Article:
Romance novels account for more than half of all the book sold in the world. How is it that my genre is the most read genre in the world and yet, I sometimes feel ashamed to tell people what genre I write? Well it's because I've been beaten up by everyone over it. I'm not exaggerating to say that people feel free to let loose with the most painfully insensitive words when they find out that I write love stories. Some of the comments/phrases I've received from my friends (most of them repeatedly);

"Your silly little love story"
"your cute little novel"
"Maybe when you are ready you'll write a real book"
"Have you ever thought about writing real books?"
"Do you think you should be spending your time working on something more serious?"
"Your goofy book"
"Oh so you write porn huh?"

 And these are from people that actually like me. Strangers are even nastier. I went to a writer's workshop and I asked a young, strange guy what he wrote and he gave me a detailed list of all the interesting genre combos he writes. He says he has never finished a story but he writes Norse/Sci-Fi and other cool things like that. He asked what I wrote and I hesitated because I already sensed this was gonna go badly for me. But I plowed ahead and said, "I write funny romance". He looked me dead in my eyes and said, "Aren't they all funny? I read one and I couldn't stop laughing because it was so stupid."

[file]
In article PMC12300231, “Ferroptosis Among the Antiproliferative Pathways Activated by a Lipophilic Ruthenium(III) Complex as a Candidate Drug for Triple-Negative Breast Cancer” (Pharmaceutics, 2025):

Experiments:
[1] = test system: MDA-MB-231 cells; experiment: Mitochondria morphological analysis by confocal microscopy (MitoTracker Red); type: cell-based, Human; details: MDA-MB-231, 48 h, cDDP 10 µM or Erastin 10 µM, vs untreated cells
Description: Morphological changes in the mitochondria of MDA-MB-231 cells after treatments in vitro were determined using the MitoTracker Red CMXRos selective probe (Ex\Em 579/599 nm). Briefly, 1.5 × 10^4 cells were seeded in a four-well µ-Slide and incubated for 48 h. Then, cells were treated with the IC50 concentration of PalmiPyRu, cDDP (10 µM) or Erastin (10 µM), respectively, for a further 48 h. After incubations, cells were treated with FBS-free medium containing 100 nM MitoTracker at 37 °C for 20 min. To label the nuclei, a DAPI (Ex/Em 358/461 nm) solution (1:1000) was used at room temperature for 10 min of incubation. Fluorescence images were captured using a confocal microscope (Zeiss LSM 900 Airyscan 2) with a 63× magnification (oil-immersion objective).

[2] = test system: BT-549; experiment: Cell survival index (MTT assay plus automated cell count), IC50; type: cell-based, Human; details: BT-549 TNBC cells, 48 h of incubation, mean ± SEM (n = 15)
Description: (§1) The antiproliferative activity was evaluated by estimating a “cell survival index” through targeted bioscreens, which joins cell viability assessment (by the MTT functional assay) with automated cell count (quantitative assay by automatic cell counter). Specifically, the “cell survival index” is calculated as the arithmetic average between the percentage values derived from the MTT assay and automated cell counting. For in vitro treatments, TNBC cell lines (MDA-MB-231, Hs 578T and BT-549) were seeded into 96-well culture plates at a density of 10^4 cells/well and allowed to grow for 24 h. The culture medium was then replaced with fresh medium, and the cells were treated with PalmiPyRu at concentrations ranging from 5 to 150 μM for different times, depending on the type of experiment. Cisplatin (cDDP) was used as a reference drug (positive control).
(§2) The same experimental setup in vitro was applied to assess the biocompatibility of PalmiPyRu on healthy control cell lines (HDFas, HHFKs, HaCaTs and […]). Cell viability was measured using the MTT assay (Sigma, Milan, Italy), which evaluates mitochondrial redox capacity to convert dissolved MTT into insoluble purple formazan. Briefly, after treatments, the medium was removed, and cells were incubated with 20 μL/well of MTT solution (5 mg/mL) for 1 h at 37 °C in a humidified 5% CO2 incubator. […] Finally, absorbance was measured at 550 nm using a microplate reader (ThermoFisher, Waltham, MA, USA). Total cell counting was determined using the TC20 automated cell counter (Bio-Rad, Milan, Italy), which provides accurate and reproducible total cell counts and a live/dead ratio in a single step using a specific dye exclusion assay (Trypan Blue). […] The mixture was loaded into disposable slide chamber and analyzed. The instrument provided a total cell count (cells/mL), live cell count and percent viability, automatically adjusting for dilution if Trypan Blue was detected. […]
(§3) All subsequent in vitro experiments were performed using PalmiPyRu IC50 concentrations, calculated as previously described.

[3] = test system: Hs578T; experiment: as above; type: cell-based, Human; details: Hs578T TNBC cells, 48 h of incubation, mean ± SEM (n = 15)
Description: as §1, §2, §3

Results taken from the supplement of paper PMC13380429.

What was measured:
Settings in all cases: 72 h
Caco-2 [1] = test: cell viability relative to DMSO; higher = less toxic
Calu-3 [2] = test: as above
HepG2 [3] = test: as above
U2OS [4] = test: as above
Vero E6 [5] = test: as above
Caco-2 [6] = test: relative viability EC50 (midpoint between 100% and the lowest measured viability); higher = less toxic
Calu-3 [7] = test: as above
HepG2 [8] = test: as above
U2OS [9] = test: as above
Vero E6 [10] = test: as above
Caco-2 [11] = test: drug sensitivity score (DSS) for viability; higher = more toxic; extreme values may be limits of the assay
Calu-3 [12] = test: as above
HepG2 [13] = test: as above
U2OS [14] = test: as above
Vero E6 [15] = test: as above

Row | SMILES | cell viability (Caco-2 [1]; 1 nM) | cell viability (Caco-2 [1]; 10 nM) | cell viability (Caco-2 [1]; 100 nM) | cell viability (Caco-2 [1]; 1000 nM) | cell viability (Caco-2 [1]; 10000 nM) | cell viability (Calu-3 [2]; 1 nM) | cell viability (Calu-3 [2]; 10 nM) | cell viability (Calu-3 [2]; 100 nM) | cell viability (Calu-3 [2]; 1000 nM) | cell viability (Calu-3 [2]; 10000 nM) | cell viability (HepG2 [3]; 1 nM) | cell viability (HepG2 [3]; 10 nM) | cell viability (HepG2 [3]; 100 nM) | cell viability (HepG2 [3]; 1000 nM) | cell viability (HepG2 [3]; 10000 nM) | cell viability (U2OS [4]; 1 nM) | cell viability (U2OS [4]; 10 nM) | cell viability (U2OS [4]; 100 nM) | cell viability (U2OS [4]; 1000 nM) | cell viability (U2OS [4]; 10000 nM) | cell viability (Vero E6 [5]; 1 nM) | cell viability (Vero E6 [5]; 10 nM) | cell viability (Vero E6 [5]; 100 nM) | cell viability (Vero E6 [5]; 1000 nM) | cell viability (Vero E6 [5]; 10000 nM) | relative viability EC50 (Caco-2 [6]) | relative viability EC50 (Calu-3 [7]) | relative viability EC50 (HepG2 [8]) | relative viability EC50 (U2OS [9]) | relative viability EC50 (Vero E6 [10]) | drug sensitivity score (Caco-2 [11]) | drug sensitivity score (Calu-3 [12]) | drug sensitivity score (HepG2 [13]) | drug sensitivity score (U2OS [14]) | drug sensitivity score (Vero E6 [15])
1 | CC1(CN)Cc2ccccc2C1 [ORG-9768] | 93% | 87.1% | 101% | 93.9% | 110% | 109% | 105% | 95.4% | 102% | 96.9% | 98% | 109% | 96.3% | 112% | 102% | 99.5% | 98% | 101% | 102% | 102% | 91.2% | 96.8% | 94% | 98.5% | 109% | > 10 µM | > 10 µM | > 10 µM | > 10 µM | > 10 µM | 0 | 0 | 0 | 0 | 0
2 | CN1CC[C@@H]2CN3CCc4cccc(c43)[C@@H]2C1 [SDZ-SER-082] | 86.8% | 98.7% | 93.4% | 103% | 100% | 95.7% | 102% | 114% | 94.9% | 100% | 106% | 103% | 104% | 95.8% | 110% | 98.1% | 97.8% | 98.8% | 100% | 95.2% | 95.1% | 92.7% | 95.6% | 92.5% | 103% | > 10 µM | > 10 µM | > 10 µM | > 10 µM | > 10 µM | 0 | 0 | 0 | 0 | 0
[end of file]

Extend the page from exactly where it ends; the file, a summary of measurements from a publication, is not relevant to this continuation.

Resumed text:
Right in my face. I hadn't left the room or turned invisible or anything like that.

I sat right there while he called my genre stupid and did nothing. What I should have said, was "Oh yeah butt-wad? Well your genre combinations are nonsensical! That zit on your nose is grossing me out. Also your hair is lank and greasy and I bet you jerk off to that really gross anime with tentacles and stuff."